"It's that idea of 'It takes a village to raise a child.' So many times they just need another adult to count on that's not their mom or dad. It's so important and all kids need more adults who can say 'I've got your back.' It's my job to help them become more aware of who they are and more accepting of who they are," MacMonagle said.

One of the services that MacMonagle is most excited about is the seven-week Shine! Mother and Daughter Connection program. The program is meant to strengthen the connection between mothers and daughters aged 12 and 13 years old by working with the mothers and daughters separately and then bringing them together for a day retreat.

"Moms are used to seeing their daughters as little girls and the daughters are the process of breaking out of that cocoon for the first time and they're starting to push back," MacMonagle said. "It's hard for the moms to see their daughters as young women and it's hard for daughters to see their moms as a person. ... That's an important piece to seeing each other for who they really are."

MacMonagle said that she feels age 12 and 13 is the perfect time to strengthen a friendship between mothers and daughters.

"If you wait until they're 16, you miss that window and you don't get it again until they're like 20 or 21," she said. "But if we catch it early enough, we can give moms and daughters these tools at a relatively young age."

'Trauma mamas' MacMonagle eventually wants to offer corresponding courses for fathers and daughters, fathers and sons and mothers and sons, but building up the relationship between mothers and daughters is especially impactful for her because of her own experience with her daughter.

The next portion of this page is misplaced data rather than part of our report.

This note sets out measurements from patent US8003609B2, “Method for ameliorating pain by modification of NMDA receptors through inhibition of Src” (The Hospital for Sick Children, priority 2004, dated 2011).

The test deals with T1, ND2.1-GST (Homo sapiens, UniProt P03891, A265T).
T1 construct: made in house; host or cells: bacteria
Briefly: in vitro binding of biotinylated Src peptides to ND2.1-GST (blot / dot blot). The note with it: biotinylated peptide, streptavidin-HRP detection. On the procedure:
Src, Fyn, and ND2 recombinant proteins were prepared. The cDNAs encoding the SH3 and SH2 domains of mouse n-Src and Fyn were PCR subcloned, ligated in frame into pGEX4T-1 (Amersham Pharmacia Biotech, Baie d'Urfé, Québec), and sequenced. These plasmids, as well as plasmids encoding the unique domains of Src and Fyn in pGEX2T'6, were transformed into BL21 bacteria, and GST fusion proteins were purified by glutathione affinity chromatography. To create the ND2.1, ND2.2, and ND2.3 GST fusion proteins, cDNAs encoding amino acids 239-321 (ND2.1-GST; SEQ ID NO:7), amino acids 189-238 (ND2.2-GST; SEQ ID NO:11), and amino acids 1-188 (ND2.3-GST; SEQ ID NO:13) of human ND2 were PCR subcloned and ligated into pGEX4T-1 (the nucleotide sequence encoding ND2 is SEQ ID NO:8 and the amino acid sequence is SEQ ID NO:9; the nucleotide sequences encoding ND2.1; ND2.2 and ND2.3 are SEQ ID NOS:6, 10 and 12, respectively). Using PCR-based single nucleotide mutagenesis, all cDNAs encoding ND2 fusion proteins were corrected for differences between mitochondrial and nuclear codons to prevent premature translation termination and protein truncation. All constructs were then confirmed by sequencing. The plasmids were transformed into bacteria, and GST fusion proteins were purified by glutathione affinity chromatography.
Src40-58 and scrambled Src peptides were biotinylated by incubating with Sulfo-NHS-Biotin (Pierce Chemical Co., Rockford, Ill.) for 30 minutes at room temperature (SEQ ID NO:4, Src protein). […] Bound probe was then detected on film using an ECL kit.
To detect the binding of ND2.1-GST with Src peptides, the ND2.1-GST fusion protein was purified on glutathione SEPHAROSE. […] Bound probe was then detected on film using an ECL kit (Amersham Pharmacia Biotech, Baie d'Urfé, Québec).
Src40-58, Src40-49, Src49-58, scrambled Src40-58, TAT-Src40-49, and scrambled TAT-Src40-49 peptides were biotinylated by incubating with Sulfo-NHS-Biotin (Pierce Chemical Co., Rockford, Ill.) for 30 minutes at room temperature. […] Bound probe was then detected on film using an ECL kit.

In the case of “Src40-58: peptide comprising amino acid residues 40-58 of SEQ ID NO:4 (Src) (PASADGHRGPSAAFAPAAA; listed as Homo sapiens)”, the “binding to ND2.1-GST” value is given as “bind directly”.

MacMonagle and her husband adopted their daughter from Ethiopia when she was 4 and saw her start exhibiting signs of Reactive Attachment Disorder.

RAD is a rare condition in which a child experiences trauma at a very young age and it prohibits them from forming healthy attachments with parents or caregivers, according to the Mayo Clinic.

RAD children who experience trauma and then are adopted may lash out at their adopted families, especially mothers, MacMonagle said.

The Institute for Attachment and Child Development describes RAD children as stuck in a the developmental phase of a toddler, where they steal, argue, blame others and have trouble regulating emotions.

MacMonagle said she and her other adopted son experienced abuse at the hands of her daughter. RAD children are often good at manipulating others and hiding the abuse from those outside the immediate family, MacMonagle said.

She calls people like herself trauma mamas.

"Trauma mamas are people who raise a child from trauma and they have a special set of needs because when you're out and about with the child, everything looks normal from the outside but they abuse the mom and the younger children and they're great triangulators," MacMonagle said. "Moms of children with RAD really start to doubt themselves. So many are not informed of trauma and that type of manipulation. The end result is isolation and depression." MacMonagle's daughter is currently in a therapeutic treatment home.

MacMonagle's RAD experience led her to Equine Gestalt coaching and creating The Mother Ranch as a place for people to heal and for moms to connect.

"Society says women are catty and backstabby and all 'Mean Girls' but the women I coach end up best friends," MacMonagle said. "Moms are so supportive of each other and it's not that backstabby 'Mean Girls' crap at all. That's not my experience and it is possible for moms to support each other."

MacMonagle has big plans for The Mother Ranch.

"The farm feels to me like an entity. Isn't that weird?" MacMonagle said. "It does and it feels female and like we are birthing this thing together."